Being content and settling can look a lot alike; and for a long time they seemed so to me. But the difference I see now is that the former has to do with being happy and satisfied with your current situation knowing that this is all you can have right now, while the latter has to do with ceasing to pursue the desires that you have and convincing yourself that you’re happy and satisfied like that.
Settling, as the word indicates, has everything to do with coming down from your current desires, to settle for something less than what you want. You can never settle up or even settle on the same level. You always settle down.
You can settle for a career as a banker when all you’ve ever dreamed of was to become a filmmaker, but you can never be as content as the guy who’s always dreamed of becoming a banker and got the chance to make that dream happen. The difference between you and this guy is that this guy will be perfectly content being a teller for his first few years knowing that it’s just a step up the corporate ladder, whereas you will never be happy even if you became head of the bank, because all you’ve ever wanted to do was filmmaking and it will always be burning you up how you never pursued that dream.
So what’s important is not the object itself, but whether you desire it or not. What may seem to you as something very desirable, can mean absolutely nothing to the person next to you and it is this desire that makes all the difference between being content with a Samsung because you just wanted a phone and feeling you settled for a Samsung because what you really wanted was an iPhone.
But if as Christians we’re not supposed to have these desires to begin with (so I thought), then why are they there? Why aren’t we all created with the same desires or the lack thereof? Why are we created each with our own taste, preferences, desires, dreams and longings? And if all desires are sinful, why does God classify some as sinful desires and others as desires that he wants to fulfil?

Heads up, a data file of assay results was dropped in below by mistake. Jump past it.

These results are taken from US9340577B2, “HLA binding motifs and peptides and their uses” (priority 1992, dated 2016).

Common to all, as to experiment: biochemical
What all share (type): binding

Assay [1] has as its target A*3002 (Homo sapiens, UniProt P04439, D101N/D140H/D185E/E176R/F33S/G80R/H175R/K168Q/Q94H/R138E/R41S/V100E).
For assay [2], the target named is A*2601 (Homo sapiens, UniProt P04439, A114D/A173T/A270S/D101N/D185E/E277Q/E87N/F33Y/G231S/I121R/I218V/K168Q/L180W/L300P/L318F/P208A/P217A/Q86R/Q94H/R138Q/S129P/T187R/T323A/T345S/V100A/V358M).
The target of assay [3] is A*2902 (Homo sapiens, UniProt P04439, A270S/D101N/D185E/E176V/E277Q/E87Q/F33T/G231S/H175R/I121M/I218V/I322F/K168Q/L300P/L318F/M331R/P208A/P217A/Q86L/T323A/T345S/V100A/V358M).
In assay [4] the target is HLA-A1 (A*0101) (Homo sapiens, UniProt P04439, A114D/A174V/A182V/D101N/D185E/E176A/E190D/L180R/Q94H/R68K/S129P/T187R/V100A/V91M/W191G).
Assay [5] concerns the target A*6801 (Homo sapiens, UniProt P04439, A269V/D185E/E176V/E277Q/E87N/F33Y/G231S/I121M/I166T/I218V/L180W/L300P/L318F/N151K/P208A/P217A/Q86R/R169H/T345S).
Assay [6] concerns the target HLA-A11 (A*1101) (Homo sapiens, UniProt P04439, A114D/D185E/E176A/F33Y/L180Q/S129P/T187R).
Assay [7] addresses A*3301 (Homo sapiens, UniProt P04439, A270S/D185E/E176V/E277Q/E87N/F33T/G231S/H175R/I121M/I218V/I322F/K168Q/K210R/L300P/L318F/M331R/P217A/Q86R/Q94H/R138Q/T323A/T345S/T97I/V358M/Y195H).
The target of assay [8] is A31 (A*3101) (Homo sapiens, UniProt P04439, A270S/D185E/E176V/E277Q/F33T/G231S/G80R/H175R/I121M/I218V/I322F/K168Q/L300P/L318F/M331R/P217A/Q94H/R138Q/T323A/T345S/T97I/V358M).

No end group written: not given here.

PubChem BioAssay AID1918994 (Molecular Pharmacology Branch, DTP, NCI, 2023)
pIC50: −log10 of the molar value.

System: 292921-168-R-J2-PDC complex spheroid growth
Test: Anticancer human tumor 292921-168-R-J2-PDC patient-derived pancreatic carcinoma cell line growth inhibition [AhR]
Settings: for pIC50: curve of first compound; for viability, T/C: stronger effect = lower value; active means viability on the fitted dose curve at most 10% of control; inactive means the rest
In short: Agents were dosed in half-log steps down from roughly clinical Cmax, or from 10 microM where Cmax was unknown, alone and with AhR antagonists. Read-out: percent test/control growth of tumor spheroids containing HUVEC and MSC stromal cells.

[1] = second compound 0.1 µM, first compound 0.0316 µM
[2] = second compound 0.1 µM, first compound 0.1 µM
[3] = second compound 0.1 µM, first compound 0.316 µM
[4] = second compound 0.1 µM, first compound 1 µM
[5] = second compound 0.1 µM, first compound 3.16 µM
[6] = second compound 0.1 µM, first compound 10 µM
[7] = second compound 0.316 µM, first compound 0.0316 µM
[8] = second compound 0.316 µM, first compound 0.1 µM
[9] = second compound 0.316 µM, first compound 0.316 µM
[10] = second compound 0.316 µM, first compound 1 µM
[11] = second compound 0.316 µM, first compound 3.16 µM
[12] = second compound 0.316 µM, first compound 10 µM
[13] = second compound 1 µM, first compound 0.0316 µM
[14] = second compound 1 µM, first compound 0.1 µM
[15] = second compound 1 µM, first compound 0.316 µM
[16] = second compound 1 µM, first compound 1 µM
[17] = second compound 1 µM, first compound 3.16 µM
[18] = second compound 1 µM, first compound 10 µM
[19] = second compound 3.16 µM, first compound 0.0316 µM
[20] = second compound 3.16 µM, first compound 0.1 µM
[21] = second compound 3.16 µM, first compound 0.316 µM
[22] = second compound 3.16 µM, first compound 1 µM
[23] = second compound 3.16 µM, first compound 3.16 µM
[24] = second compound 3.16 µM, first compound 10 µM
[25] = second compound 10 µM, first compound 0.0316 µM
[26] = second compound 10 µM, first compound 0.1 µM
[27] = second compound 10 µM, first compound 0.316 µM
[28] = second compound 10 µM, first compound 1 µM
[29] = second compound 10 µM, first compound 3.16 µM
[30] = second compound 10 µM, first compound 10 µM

I wrestled a lot with the idea, thinking maybe I’m being discontent and ungrateful because I always longed to fulfil desires that were never met. I thought maybe I should just let go of these desires, kill my ambition and be okay with settling for a mediocre life. Maybe then I would be happy.
But when I turned to the Bible to see what the Word of God had to say about this, I found something completely different to the way I was thinking. I saw Nehemiah who had sadness of heart because his city lied in ruins and it was this grief that he had that wouldn’t let him be happy until the walls of Jerusalem were completely rebuilt.
Nehemiah could’ve settled. In fact he had every right to. He was after all the king’s cupbearer. In other words he was living the good life. But for some reason he just couldn’t be content living like that. The zeal he had for Jerusalem to be rebuilt was burning so strong in his heart that he had to do something about it. He acted upon the desire that he had and God gave him success.
Can you imagine what would’ve happened if Nehemiah had killed this desire inside and chosen instead to live comfortably in the courts of the king? For one, Jerusalem would’ve stayed in ruins, waiting for someone else to burn with the same flame that burned inside Nehemiah’s heart, only to act upon it this time. And for two, Nehemiah would’ve never been able to be truly content in the courts of the king, even though he had what many others would’ve dreamed of having.
“Hope deferred makes the heart sick, but a desire fulfilled is a tree of life.” (Proverbs 13:12)
I believe that God plants desires in our hearts to pursue them, because it is by pursuing these desires that we will come alive and be able to make a difference in the world.
On this note, I will end with a quote I love from Howard Thurman that I think couldn’t be more relevant.
“Don’t ask what the world needs. Ask what makes you come alive, and go do it. Because what the world needs is people who have come alive.”